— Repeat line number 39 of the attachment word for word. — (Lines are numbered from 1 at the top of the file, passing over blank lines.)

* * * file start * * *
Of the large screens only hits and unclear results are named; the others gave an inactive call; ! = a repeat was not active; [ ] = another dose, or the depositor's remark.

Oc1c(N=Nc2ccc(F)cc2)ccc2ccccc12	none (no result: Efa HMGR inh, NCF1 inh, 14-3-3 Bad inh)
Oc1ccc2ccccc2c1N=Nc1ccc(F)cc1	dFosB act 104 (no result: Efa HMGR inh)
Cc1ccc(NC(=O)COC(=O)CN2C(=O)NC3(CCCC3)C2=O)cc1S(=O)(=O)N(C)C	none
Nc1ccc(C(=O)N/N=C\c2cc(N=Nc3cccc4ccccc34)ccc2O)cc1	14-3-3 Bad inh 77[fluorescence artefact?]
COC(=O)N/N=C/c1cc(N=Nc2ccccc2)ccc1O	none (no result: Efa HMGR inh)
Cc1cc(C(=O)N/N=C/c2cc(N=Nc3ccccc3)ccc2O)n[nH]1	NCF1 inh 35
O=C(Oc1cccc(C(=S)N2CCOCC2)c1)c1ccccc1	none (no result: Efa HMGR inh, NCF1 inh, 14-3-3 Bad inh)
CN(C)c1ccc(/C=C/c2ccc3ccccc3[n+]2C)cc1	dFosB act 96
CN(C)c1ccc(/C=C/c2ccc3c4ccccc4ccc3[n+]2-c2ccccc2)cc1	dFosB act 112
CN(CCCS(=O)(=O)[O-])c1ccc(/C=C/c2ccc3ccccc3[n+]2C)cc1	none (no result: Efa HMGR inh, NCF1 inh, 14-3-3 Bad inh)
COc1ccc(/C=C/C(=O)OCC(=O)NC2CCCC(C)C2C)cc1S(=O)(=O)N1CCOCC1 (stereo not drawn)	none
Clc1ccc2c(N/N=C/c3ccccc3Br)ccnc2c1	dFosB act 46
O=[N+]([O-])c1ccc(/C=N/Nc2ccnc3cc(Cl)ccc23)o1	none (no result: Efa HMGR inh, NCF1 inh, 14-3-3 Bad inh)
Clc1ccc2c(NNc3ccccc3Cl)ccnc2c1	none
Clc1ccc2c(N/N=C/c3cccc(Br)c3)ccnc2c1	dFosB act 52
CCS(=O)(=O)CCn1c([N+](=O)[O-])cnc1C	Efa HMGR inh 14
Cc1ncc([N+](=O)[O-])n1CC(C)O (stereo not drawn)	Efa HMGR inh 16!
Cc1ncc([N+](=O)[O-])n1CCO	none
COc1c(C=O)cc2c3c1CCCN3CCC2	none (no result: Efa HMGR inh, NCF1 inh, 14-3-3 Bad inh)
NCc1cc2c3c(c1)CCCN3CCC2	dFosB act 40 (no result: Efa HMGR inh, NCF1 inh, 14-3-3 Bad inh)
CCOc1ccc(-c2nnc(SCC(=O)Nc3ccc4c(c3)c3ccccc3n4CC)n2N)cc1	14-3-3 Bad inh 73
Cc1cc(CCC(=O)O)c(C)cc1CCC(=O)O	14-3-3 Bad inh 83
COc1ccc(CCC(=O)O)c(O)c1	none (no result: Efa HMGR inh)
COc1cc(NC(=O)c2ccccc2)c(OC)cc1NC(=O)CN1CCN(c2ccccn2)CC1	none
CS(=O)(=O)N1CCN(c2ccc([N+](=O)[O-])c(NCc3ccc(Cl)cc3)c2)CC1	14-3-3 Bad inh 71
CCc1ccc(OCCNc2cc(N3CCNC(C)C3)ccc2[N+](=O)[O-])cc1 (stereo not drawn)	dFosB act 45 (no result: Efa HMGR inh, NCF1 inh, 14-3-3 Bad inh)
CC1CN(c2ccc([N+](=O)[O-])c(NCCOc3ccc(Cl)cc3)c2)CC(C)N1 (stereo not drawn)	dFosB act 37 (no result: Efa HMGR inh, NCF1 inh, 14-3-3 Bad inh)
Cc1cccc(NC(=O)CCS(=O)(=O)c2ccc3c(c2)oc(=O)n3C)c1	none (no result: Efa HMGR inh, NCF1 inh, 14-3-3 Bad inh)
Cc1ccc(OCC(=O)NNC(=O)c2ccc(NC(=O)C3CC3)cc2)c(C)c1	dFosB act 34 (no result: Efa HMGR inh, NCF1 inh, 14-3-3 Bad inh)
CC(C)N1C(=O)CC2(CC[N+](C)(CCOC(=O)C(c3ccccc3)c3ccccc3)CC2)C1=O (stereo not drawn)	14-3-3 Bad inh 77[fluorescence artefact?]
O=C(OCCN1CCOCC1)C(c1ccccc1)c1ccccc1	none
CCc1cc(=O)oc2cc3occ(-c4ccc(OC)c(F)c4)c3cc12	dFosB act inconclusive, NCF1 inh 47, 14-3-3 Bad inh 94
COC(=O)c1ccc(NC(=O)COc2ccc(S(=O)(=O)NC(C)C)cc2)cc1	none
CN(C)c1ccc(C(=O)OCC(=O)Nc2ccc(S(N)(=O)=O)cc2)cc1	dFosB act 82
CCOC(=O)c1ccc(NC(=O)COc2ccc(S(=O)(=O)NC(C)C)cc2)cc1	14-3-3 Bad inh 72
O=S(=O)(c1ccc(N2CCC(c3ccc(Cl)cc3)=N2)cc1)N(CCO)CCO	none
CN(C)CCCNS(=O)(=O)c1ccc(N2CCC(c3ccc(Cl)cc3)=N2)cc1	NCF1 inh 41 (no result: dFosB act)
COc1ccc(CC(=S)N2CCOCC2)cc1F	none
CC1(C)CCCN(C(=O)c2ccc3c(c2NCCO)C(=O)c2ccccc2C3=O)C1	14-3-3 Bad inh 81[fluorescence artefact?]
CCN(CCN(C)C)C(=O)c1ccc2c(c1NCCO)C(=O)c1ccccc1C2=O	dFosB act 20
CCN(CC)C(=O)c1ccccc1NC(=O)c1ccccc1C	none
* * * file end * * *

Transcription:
COc1ccc(CC(=S)N2CCOCC2)cc1F	none